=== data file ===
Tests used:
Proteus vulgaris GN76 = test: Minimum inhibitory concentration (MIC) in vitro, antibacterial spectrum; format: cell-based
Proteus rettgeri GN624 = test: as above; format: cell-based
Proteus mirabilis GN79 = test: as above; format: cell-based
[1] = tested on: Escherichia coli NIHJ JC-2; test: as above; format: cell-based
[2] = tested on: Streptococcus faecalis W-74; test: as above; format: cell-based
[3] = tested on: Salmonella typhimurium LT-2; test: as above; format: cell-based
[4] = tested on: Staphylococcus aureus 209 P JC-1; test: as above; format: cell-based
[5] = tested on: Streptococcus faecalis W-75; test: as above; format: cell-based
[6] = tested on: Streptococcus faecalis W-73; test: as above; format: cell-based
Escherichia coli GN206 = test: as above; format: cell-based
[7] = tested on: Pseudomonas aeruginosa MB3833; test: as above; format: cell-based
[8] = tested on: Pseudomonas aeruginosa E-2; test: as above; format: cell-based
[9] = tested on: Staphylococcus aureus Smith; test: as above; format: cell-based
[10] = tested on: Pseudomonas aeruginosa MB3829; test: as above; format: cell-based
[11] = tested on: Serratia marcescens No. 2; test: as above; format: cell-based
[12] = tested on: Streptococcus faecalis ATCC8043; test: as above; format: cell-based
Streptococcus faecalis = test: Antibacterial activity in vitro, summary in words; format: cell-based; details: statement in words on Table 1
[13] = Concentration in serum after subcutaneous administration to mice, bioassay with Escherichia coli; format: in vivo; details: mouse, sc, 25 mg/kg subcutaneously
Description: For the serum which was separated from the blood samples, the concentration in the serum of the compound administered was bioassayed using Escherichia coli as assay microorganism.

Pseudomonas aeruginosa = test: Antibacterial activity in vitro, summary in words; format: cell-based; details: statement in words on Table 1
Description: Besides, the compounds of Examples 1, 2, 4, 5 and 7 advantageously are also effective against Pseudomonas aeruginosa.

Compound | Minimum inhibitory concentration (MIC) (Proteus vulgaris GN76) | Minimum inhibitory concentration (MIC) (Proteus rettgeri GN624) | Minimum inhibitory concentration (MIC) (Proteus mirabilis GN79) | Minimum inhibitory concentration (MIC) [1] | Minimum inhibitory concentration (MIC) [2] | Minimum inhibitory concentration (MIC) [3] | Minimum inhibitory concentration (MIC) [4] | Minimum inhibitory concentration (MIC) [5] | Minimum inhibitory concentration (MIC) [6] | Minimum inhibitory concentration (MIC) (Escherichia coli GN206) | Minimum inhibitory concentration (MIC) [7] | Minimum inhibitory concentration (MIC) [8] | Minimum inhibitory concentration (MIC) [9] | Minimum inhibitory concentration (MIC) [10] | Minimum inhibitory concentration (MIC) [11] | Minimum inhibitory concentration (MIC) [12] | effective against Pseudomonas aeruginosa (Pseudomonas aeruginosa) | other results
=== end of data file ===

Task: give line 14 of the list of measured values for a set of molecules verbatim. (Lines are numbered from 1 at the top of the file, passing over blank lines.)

[9] = tested on: Staphylococcus aureus Smith; test: as above; format: cell-based